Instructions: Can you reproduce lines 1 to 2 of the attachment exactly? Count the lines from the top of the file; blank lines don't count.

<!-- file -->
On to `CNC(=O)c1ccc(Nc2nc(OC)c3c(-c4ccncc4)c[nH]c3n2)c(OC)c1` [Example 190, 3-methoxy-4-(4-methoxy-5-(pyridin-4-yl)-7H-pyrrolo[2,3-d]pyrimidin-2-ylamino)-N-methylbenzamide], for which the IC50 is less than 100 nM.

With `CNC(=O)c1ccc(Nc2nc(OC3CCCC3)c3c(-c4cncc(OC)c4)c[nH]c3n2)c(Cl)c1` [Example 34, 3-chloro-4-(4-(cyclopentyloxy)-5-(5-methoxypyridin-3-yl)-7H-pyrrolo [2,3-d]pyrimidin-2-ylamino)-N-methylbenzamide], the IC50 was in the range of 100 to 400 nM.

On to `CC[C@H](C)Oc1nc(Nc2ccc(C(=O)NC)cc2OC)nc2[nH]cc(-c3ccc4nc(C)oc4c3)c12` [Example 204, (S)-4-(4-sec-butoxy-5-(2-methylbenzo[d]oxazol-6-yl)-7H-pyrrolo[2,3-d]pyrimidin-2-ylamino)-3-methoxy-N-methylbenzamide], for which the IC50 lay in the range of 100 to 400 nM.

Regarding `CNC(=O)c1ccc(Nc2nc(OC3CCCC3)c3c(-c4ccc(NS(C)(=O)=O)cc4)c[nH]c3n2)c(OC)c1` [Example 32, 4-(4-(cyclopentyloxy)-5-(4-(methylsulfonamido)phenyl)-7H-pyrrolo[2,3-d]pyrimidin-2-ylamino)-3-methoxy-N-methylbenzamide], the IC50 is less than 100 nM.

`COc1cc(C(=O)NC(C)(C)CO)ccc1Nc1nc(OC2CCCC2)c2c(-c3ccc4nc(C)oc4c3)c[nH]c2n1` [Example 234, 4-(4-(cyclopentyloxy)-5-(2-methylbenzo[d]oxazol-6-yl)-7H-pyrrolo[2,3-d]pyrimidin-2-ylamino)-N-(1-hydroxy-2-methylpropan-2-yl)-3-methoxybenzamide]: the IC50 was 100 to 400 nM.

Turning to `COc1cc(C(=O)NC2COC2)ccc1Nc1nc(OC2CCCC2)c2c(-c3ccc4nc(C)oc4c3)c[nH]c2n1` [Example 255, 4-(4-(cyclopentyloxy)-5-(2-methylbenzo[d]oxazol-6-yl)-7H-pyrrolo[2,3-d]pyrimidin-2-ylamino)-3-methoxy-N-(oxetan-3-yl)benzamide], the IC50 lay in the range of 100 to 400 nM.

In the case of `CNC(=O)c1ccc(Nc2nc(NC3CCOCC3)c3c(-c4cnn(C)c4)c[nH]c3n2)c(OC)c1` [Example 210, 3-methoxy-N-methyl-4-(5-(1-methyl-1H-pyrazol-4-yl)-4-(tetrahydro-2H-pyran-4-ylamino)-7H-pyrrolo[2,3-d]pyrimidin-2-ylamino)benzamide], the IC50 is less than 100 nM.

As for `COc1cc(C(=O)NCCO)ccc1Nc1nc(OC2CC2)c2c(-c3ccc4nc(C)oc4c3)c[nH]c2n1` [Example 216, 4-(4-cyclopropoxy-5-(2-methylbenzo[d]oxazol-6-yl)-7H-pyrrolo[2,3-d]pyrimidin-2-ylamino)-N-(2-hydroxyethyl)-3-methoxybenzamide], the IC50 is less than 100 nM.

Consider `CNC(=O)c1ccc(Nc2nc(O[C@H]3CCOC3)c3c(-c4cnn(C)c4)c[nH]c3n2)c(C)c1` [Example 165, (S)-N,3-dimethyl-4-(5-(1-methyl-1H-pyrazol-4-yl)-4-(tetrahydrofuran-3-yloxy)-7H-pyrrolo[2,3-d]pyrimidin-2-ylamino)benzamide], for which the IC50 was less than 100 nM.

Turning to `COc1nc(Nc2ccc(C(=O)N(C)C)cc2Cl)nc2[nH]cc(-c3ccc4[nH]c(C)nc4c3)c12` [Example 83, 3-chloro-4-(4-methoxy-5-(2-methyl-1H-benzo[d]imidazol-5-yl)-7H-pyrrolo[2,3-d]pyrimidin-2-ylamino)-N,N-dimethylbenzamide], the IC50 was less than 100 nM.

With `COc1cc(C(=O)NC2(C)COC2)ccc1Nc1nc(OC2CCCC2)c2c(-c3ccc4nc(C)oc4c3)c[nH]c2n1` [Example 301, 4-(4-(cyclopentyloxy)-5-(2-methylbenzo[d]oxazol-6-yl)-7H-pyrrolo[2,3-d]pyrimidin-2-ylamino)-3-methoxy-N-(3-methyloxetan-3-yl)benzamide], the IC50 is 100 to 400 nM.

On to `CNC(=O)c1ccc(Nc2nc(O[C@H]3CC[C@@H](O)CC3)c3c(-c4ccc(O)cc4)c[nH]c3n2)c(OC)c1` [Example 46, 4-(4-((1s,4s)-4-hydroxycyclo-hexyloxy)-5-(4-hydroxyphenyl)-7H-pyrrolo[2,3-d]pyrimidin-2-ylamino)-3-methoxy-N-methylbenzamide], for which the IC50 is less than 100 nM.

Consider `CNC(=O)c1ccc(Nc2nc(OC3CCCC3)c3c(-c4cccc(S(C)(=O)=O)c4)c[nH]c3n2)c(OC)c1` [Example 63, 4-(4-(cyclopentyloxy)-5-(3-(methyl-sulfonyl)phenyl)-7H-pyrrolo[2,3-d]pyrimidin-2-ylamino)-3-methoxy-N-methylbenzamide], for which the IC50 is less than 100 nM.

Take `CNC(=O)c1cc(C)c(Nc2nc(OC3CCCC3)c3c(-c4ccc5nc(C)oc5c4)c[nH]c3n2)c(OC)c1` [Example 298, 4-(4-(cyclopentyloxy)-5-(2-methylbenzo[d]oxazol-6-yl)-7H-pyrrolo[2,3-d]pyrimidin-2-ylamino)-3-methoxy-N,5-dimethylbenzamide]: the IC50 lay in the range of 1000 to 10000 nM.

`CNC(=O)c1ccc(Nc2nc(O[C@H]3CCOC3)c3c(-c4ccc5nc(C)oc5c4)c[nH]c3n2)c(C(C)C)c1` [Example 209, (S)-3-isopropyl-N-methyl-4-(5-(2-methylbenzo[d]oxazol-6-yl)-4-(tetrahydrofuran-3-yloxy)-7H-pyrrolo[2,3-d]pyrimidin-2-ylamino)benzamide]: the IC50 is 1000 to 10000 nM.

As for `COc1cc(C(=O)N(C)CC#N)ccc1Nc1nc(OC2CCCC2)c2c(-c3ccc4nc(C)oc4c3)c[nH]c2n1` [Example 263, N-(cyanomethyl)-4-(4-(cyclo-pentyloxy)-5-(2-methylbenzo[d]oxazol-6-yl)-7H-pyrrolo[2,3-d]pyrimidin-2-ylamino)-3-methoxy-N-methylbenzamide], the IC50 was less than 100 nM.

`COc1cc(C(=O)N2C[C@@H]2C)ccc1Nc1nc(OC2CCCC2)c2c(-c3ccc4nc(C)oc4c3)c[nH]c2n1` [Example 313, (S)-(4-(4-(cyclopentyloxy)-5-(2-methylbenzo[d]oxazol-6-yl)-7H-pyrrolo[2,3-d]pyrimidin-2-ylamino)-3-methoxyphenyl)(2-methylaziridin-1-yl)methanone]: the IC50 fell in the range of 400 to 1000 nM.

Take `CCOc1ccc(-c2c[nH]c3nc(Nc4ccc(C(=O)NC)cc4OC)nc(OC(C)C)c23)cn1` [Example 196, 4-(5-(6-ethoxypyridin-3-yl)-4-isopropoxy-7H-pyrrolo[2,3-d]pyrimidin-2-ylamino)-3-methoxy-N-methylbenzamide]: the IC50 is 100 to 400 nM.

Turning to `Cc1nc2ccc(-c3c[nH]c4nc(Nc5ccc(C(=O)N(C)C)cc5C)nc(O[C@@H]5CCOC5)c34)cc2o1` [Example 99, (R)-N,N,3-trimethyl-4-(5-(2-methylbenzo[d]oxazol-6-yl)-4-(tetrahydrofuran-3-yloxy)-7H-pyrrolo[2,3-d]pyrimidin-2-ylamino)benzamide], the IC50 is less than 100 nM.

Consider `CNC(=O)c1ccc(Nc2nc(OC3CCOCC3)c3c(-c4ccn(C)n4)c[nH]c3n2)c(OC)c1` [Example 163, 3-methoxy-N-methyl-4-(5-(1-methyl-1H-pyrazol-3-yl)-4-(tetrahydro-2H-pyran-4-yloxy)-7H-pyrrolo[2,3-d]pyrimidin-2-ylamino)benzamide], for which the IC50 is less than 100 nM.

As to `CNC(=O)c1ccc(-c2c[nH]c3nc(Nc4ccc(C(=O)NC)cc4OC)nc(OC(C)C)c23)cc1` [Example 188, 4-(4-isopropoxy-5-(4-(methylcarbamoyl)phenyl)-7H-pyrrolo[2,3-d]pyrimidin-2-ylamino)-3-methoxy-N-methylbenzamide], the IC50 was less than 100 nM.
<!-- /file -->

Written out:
On to `CNC(=O)c1ccc(Nc2nc(OC)c3c(-c4ccncc4)c[nH]c3n2)c(OC)c1` [Example 190, 3-methoxy-4-(4-methoxy-5-(pyridin-4-yl)-7H-pyrrolo[2,3-d]pyrimidin-2-ylamino)-N-methylbenzamide], for which the IC50 is less than 100 nM.

With `CNC(=O)c1ccc(Nc2nc(OC3CCCC3)c3c(-c4cncc(OC)c4)c[nH]c3n2)c(Cl)c1` [Example 34, 3-chloro-4-(4-(cyclopentyloxy)-5-(5-methoxypyridin-3-yl)-7H-pyrrolo [2,3-d]pyrimidin-2-ylamino)-N-methylbenzamide], the IC50 was in the range of 100 to 400 nM.